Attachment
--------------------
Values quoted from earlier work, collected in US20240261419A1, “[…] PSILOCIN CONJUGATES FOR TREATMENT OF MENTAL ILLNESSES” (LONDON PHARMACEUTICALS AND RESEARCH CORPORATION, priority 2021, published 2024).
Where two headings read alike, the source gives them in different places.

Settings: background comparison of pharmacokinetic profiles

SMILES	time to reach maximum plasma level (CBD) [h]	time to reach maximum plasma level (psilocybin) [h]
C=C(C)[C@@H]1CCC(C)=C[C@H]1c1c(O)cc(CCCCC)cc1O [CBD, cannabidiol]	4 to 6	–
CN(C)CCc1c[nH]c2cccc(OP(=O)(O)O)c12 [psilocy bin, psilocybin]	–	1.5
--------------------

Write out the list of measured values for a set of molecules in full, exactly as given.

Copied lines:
Values quoted from earlier work, collected in US20240261419A1, “[…] PSILOCIN CONJUGATES FOR TREATMENT OF MENTAL ILLNESSES” (LONDON PHARMACEUTICALS AND RESEARCH CORPORATION, priority 2021, published 2024).
Where two headings read alike, the source gives them in different places.

Settings: background comparison of pharmacokinetic profiles

SMILES	time to reach maximum plasma level (CBD) [h]	time to reach maximum plasma level (psilocybin) [h]
C=C(C)[C@@H]1CCC(C)=C[C@H]1c1c(O)cc(CCCCC)cc1O [CBD, cannabidiol]	4 to 6	–
CN(C)CCc1c[nH]c2cccc(OP(=O)(O)O)c12 [psilocy bin, psilocybin]	–	1.5